This section informs you about known "gotchas". Keep in mind, that this section is (and always will be) incomplete. For suggestions and amendments, feel free to contribute to this guide.
Most target-feature problems arise, when mixing code that have the target-feature enabled with code that have it disabled. If you want to avoid undefined behavior, it is recommended to build all code (including the standard library and imported crates) with a common set of target-features.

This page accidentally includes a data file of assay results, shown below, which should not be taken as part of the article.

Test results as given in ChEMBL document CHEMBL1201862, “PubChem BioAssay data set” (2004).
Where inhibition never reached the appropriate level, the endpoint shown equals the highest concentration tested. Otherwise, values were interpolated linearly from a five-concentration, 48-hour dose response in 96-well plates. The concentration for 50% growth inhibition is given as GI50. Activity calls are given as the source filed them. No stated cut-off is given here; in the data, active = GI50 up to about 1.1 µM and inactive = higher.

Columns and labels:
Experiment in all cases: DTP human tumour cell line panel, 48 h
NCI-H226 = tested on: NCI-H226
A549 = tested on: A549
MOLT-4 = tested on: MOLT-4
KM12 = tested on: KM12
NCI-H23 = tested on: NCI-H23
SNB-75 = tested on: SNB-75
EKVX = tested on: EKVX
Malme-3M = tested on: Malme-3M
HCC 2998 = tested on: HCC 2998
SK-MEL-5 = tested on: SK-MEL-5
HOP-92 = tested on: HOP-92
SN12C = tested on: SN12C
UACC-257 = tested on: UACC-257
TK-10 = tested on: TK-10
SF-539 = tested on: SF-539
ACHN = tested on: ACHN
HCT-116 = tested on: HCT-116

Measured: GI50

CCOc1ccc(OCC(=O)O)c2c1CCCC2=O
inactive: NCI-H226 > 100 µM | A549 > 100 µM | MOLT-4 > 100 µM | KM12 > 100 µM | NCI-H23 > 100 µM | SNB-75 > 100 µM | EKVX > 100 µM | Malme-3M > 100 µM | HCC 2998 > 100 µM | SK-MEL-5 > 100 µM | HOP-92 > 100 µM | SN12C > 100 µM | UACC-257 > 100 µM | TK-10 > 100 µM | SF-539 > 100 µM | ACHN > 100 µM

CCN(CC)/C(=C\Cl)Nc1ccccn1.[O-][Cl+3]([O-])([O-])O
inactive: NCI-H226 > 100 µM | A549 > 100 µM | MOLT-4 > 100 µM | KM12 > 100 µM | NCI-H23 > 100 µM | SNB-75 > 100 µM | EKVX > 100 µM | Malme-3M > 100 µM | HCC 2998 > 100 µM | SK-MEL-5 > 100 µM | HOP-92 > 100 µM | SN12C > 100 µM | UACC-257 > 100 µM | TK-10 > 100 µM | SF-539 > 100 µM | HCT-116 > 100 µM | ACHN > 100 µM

By default, compiling your code with the
-C target-feature flag will not recompile the entire standard library and/or imported crates with matching target features. Therefore, target features are generally considered as unsafe. Using
#[target_feature] on individual functions makes the function unsafe.
|Segfaults and ABI mismatches
x86_64 architecture uses SSE registers (aka
xmm) for floating point operations. Using software emulated floats ("soft-floats") disables usage of
xmm registers, but parts of Rust's core libraries (e.g.
std::f64) are compiled without soft-floats and expect parameters to be passed in
xmm registers. This leads to ABI mismatches.
Attempting to compile with disabled SSE causes the same error, too.